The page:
The most common reason for something like this is the capacitor on the compressor (the outside part) has gone out. You can do this yourself, you just need to be extra careful if you decide to do so.
Cut off the power to the compressor
You should have a power disconnect switch feeding your compressor. Turn it off. Use a tester to confirm it's off. You'd be amazed how often disconnects have been bypassed after the fact.
Remove the cover to the side where the capacitor is
You should have one corner that is separated from the open area in the middle. Remove the cover and you should see the capacitor inside (almost always a round cylinder with wires attached). Be aware that the capacitor is still charged even with the power off.
Discharge the capacitor
You probably have a C/Common, a F/fan and a Herm(compressor) terminal. Discharge is recommended. I would suggest using a 100 ohm resistor (not recommended to use a screwdriver here). Touch the common to the herm for a few seconds, then do the same for the fan side.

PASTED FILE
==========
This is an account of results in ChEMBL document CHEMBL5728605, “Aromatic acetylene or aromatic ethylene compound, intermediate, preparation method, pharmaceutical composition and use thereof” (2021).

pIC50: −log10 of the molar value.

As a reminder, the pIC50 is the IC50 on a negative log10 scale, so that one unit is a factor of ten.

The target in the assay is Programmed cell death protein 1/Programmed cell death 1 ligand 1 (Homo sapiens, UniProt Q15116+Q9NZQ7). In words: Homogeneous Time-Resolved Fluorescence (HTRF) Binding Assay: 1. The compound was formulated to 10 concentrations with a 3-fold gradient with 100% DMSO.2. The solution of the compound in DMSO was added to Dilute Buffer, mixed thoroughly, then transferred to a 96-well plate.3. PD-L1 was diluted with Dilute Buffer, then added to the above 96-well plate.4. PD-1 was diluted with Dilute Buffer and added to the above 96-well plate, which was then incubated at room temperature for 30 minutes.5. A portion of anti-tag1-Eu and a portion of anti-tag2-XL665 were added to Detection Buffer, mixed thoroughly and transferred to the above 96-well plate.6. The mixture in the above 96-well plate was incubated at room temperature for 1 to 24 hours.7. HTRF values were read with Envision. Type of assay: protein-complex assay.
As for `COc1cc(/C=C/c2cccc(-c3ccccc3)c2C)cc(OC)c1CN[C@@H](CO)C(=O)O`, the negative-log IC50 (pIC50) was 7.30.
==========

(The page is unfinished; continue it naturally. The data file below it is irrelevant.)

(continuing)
Remove the capacitor
Take a picture of the wires and then remove the capacitor. The connectors push on to tabs. There's typically a strap to hold the capacitor.
Install the new capacitor
If you can't wait for an online delivery, contact a local HVAC company to see if they'll sell you a capacitor directly. Put the wires back on, scrap it back in and turn the power on.
Your compressor should now work. If not, you might need to consult an HVAC company on what else could be wrong.